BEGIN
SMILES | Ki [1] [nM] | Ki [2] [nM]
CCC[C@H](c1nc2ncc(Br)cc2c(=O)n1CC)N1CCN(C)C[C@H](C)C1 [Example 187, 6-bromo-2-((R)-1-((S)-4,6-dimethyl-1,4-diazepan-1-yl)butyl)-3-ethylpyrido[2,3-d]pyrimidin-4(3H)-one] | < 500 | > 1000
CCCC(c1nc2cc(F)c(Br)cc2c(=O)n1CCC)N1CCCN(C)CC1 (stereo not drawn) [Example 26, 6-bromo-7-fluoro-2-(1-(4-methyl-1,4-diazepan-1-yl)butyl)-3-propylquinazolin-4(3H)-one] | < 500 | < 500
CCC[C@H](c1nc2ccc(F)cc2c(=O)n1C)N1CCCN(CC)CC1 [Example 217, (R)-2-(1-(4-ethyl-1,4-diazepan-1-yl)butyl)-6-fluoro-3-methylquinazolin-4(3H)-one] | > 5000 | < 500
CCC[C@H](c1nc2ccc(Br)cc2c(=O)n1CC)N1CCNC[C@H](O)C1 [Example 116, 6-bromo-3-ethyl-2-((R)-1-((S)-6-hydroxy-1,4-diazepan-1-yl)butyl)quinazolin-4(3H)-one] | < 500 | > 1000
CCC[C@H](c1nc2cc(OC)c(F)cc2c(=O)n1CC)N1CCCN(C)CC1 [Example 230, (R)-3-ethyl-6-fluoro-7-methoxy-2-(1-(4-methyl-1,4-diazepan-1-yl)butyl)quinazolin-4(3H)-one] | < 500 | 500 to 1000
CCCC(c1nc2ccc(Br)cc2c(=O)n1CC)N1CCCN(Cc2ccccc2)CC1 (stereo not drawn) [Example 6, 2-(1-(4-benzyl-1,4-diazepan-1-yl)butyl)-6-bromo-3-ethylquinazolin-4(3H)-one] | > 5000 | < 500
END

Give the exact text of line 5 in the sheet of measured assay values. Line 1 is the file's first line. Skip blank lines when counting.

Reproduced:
CCC[C@H](c1nc2ccc(Br)cc2c(=O)n1CC)N1CCNC[C@H](O)C1 [Example 116, 6-bromo-3-ethyl-2-((R)-1-((S)-6-hydroxy-1,4-diazepan-1-yl)butyl)quinazolin-4(3H)-one] | < 500 | > 1000